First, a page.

The average married couple pays 80 percent more for car insurance after adding a teen driver to their policy, according to a new insuranceQuotes.com report. The highest spike in premiums are seen with 16-year-olds (96 percent); the average impact decreases to 60 percent at age 19.
Teenage males are much more expensive to insure than teenage females – average increases of 92 percent and 67 percent, respectively. Six states prohibit insurers from using gender in their rate calculations (Hawaii, Massachusetts, Michigan, Montana, North Carolina and Pennsylvania).
The five most expensive states to insure a teen driver are:
- New Hampshire – the average premium jumps 115 percent.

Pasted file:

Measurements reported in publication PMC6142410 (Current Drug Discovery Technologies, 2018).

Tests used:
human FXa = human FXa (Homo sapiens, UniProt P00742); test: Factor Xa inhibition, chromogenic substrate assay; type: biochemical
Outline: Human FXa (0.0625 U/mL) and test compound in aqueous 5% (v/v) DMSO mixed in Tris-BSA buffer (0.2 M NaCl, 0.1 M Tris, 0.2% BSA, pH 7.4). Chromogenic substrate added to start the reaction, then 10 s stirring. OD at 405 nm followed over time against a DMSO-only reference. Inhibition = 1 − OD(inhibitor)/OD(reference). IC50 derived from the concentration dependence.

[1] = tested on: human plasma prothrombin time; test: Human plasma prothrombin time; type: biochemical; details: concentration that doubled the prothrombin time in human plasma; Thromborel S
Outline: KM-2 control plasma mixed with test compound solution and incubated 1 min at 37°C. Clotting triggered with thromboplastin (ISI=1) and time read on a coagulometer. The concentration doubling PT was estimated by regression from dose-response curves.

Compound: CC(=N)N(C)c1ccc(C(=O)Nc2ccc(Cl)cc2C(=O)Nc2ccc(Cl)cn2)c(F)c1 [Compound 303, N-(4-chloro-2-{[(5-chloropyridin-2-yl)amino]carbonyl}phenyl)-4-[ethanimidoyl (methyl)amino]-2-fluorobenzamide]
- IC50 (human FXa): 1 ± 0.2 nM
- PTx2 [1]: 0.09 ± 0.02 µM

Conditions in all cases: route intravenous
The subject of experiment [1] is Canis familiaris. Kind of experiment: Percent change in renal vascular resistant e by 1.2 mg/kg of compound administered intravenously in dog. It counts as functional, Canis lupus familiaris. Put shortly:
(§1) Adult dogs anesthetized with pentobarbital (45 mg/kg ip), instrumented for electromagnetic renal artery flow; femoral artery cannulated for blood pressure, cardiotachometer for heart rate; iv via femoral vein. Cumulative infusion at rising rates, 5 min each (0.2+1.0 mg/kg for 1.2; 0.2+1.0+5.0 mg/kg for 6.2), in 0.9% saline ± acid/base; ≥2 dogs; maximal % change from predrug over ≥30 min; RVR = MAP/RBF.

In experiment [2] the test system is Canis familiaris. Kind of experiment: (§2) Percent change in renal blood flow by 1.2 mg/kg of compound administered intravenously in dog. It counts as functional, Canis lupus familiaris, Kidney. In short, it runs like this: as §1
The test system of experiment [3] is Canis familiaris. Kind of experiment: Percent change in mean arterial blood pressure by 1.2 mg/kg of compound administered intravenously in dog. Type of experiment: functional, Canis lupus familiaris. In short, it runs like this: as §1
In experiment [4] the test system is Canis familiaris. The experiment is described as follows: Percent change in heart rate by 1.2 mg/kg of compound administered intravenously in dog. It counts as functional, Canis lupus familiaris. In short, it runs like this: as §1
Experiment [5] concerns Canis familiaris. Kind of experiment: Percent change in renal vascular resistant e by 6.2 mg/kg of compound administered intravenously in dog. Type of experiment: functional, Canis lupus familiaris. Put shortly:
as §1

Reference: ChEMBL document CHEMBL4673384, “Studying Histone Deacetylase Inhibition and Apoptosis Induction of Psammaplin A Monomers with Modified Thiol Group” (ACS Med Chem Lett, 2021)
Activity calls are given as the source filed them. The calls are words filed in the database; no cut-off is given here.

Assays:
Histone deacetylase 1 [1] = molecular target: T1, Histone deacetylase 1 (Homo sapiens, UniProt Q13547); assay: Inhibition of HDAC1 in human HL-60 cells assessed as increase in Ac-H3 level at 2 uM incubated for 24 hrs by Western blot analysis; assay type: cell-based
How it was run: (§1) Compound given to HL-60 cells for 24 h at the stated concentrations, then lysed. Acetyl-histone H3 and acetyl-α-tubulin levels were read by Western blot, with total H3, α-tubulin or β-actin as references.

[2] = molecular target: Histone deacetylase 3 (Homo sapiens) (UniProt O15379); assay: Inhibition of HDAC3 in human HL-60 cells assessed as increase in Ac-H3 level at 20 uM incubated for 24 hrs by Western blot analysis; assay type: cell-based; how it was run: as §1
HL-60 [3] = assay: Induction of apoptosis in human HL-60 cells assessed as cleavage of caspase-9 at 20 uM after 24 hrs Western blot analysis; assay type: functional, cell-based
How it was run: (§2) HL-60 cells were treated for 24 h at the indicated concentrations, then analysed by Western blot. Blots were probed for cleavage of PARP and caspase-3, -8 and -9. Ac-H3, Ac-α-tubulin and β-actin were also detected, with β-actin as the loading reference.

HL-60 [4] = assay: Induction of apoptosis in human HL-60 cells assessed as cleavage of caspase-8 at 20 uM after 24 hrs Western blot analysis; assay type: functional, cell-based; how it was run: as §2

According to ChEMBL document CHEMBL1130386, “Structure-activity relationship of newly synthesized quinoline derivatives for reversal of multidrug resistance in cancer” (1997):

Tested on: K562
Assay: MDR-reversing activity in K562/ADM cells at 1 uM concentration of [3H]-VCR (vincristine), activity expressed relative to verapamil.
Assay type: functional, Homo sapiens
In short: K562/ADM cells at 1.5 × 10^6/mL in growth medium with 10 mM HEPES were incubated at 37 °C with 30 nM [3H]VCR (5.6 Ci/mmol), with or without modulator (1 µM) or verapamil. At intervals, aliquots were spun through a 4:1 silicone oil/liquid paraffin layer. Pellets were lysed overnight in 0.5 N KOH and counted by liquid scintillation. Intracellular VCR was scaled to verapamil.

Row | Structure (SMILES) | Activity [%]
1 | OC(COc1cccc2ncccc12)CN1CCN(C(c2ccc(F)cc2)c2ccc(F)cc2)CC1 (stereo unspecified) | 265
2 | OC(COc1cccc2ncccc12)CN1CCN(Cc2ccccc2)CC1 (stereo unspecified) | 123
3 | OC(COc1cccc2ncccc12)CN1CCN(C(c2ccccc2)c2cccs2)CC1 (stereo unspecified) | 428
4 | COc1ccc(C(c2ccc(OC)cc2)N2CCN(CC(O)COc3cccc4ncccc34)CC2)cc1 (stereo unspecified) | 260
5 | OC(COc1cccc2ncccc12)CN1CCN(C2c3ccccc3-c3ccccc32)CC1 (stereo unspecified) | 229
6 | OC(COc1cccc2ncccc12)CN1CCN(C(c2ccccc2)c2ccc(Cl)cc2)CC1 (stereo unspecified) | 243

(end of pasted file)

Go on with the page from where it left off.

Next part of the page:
- Wyoming – 104 percent
- Illinois – 104 percent
- Maine – 103 percent
- Rhode Island – 102 percent
“It’s really expensive to insure a teen driver, but good student discounts can take some of the sting out of these bills,” said Laura Adams, senior analyst, insuranceQuotes.com. “I’ve seen discounts as high as 25 percent for students who maintain at least a B average in high school or college. Students and their parents need to proactively request this discount.”
Hawaii is the only state that does not allow age and length of driving experience to affect car insurance costs. As a result, teen drivers only cost 17 percent more to insure in Hawaii, the lowest increase in the nation by far. New York State has the second-lowest increase at 53 percent, followed by Michigan at 57 percent and North Carolina at 60 percent.
The cost to insure a teen driver has actually fallen a bit since 2013, when the average annual increase was 85 percent (98 percent for males and 73 percent for females).
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